Aila Boyd and Lisa King
Last year marked Amanda Livingston’s first full year as executive director of the Salem-Roanoke County Chamber of Commerce after having joined the chamber in October 2022.
Livingston describes her first year as being “great” and reports that she’s excited about the chamber’s growth.
“I’ve been spending a lot of time just getting out in Salem and Roanoke County, just introducing myself and meeting people, introducing the chamber and also spending a lot of time with existing chamber members, trying to engage with them and listening to what their needs are,” she said.
One area of focus, she said, has been meeting with small business owners. In fact, about 50% of the membership has fewer than five full-time employees.
“Everything I have done this past year has been focused on the value proposition. Really, when it’s time for members to write that check for their annual dues, I want them to feel really good about it,” she said. “I want them to feel like it is worth every penny, and then some. That’s my thought when I think about all of our different programs, seminars; our entire program of work, that’s my mantra if you will.”
Additionally, Livingston said all members want to know that their membership is valuable.
“That means different things to different people. Some people want to use the chamber to help grow their business, other people are really looking for networking opportunities,” she said. “In a nutshell, people want the chamber to help them with their professional goals and the goals of their companies. And so that is what we really focus on. One of our most popular series is our Business Advocacy Breakfasts, which we have had an excellent turn out for, it’s very popular. It’s really a different topic every other month. One of our more popular topics is getting elected officials in, giving our members access to them to be able to listen but also to ask questions. Our engagement with our members is up over 200% in terms of attending events and connecting with us on socials.”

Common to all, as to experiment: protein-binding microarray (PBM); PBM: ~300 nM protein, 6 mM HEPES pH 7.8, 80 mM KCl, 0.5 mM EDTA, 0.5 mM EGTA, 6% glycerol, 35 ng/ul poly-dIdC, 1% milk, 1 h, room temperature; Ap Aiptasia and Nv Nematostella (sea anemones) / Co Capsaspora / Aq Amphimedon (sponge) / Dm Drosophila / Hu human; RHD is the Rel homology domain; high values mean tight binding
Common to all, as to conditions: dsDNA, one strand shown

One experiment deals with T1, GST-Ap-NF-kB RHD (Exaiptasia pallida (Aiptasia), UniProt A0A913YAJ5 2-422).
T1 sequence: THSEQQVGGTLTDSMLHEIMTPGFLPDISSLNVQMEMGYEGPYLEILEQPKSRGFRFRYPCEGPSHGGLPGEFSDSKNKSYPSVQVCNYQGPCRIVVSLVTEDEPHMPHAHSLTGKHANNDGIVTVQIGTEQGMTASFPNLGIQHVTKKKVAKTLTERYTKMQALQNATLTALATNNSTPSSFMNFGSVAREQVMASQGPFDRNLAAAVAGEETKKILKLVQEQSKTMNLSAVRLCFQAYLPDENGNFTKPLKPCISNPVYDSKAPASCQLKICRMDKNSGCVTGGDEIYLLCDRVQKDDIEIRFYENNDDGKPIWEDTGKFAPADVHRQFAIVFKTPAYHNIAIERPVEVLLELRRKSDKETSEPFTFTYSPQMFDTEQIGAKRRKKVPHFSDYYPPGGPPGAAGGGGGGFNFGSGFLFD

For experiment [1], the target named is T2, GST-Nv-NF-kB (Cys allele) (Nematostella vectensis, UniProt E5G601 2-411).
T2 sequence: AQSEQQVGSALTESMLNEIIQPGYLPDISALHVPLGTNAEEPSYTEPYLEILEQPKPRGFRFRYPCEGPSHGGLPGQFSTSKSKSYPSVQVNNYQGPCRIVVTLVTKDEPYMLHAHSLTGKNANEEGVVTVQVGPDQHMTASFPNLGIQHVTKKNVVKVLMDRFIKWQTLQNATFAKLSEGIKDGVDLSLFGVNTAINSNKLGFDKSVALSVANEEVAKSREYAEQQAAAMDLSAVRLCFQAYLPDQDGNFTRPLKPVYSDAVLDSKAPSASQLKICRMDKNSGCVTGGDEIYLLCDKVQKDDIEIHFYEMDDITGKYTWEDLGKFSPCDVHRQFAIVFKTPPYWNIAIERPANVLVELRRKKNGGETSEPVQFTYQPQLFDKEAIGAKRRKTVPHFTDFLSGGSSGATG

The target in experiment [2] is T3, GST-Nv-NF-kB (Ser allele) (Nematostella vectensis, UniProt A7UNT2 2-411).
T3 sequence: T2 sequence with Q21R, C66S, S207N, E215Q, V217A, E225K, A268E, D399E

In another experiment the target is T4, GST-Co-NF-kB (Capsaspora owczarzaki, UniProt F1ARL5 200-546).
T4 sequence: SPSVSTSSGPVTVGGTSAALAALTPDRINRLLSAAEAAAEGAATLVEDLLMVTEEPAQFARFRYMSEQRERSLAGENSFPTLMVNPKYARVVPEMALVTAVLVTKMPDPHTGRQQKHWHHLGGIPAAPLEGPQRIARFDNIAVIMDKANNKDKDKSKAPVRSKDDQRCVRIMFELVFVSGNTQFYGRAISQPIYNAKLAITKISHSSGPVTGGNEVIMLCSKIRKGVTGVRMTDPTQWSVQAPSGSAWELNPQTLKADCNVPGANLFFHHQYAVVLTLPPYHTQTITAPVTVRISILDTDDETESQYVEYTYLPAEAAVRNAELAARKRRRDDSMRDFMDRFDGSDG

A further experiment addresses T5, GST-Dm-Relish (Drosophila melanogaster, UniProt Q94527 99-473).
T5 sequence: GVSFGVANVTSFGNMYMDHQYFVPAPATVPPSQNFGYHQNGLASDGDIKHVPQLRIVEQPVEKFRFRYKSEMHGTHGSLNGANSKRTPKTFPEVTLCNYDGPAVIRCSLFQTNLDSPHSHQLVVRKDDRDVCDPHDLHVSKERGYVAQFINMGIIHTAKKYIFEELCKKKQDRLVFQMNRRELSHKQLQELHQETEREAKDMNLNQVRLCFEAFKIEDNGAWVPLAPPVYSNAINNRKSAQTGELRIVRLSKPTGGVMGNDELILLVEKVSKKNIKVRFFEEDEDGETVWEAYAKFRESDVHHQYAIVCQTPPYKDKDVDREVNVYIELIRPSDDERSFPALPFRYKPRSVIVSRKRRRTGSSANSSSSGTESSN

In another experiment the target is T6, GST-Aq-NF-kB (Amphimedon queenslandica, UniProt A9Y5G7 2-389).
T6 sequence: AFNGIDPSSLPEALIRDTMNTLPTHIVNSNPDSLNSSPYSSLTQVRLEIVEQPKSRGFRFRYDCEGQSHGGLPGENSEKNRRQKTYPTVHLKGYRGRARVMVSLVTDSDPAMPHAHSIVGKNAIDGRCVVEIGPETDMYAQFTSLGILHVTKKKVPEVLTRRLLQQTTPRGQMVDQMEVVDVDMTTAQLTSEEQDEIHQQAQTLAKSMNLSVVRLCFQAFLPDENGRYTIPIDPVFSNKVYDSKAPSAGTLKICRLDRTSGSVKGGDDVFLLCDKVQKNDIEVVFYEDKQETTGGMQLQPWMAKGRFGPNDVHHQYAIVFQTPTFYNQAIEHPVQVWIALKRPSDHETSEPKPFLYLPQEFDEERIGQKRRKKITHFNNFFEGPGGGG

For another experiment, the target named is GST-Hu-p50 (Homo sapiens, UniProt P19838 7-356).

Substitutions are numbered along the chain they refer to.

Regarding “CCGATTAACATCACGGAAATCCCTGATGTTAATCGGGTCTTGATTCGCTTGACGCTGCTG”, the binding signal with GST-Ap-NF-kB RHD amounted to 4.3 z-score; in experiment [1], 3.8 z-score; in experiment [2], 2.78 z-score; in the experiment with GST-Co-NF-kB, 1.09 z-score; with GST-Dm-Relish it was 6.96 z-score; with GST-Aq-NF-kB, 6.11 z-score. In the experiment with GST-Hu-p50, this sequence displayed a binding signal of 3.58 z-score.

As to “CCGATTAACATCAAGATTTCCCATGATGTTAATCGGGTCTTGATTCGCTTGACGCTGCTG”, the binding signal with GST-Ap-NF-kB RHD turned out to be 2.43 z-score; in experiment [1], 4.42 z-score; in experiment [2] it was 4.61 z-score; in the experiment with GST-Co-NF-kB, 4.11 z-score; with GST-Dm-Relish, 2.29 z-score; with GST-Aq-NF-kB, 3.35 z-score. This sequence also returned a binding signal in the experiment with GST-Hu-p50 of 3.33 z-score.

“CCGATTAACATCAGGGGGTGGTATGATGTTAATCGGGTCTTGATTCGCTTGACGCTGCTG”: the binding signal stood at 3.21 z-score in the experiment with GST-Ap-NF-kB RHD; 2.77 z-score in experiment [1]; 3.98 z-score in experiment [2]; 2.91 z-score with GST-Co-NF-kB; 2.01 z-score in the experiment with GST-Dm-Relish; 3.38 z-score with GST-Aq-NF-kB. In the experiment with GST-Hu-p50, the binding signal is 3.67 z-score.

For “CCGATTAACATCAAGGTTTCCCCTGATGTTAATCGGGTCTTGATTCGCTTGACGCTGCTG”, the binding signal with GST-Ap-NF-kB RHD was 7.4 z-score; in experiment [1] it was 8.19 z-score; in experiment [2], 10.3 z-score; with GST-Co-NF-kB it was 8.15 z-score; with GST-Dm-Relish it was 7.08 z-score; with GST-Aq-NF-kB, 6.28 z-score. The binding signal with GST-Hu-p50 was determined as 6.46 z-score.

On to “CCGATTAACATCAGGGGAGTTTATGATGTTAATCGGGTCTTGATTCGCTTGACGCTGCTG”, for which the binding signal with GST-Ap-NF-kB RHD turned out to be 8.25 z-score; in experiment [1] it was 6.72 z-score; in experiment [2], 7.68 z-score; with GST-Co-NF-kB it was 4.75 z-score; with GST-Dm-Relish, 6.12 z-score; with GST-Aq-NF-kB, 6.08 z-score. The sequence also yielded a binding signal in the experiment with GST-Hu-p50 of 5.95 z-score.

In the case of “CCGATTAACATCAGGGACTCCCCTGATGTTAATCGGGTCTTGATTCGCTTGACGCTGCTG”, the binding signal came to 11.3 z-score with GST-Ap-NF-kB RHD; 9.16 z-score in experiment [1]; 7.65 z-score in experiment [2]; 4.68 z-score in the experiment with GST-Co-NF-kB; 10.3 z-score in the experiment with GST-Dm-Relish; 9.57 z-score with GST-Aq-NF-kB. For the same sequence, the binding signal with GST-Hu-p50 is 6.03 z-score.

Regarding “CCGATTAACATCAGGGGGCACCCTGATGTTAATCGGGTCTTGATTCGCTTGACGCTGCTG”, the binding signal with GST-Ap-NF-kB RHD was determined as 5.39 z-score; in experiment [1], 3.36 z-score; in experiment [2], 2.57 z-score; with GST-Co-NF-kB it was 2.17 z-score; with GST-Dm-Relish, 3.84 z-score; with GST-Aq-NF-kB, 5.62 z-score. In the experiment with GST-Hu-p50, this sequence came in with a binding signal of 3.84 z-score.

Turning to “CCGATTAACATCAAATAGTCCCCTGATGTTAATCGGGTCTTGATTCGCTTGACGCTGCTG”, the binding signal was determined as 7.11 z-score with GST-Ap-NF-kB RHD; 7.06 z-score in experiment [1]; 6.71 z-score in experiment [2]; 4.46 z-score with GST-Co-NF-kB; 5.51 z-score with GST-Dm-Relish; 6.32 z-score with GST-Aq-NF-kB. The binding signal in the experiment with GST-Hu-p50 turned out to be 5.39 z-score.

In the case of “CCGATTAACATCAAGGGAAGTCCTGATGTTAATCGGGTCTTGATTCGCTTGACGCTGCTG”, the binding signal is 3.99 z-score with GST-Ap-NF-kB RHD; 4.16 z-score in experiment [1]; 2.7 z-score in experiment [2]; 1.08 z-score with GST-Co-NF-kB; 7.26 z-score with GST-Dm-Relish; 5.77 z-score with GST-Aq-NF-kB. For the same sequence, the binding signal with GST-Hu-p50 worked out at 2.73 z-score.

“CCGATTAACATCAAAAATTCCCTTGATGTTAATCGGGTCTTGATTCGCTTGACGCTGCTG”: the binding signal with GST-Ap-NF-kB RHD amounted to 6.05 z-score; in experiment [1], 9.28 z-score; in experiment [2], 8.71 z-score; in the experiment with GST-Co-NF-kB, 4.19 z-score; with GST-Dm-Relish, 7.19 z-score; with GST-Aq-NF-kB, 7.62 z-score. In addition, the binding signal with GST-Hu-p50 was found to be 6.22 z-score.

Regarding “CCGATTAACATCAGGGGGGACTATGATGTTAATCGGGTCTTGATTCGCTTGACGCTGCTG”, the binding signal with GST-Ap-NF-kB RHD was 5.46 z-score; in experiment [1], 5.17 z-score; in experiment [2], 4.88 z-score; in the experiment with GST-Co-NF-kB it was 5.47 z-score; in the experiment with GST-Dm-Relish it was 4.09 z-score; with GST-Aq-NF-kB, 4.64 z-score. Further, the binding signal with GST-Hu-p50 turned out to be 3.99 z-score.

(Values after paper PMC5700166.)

As of October, Livingston said there have been 95 new members since January 2023, which is an increase of 30.8%. The chamber has a 98% retention rate, only losing eight of 403 members. Attendees for 2023 rose considerably, Livingston said, going from 622 in 2022 to 1,604 in 2023. All in all, revenues and profit are both way up in comparison. All of which makes Livingston very proud and she is looking forward to hitting the 500 mark for memberships.
Additionally, the chamber office was renovated last year. The old carpet and wallpaper were removed and replaced with new vinyl flooring and fresh paint.
The chamber is celebrating its 90th anniversary this year, which Livingston described as “a big year.”
The chamber is comprised of Livingston and Lucie Benevise, the marketing coordinator. While Benevise handles the day-to-day operations, bookkeeping, marketing, socials and web design, Livingston is able be in the field.
When asked how she’s settled into her position, Livingston said, “It’s been great, I feel like I’m really starting to figure things out. It’s very dynamic. I feel like every day is different, I really enjoy it. I feel like I am kind of a people-person, so this feels like it fits my personality type. I now have one year under my belt and feel like I have a better feel for the position.”
Livingston, a Roanoke County resident, worked in real estate before joining the chamber, holding licenses in Virginia and South Carolina. While in South Carolina, she was a real estate salesperson for a development company. Prior to her work in real estate, she worked at Jackson Hewitt Tax Service, Inc. for 21 years. Her title at the time of her departure was that of division vice president.
She received an undergraduate degree in speech and communications from the University of Rhode Island.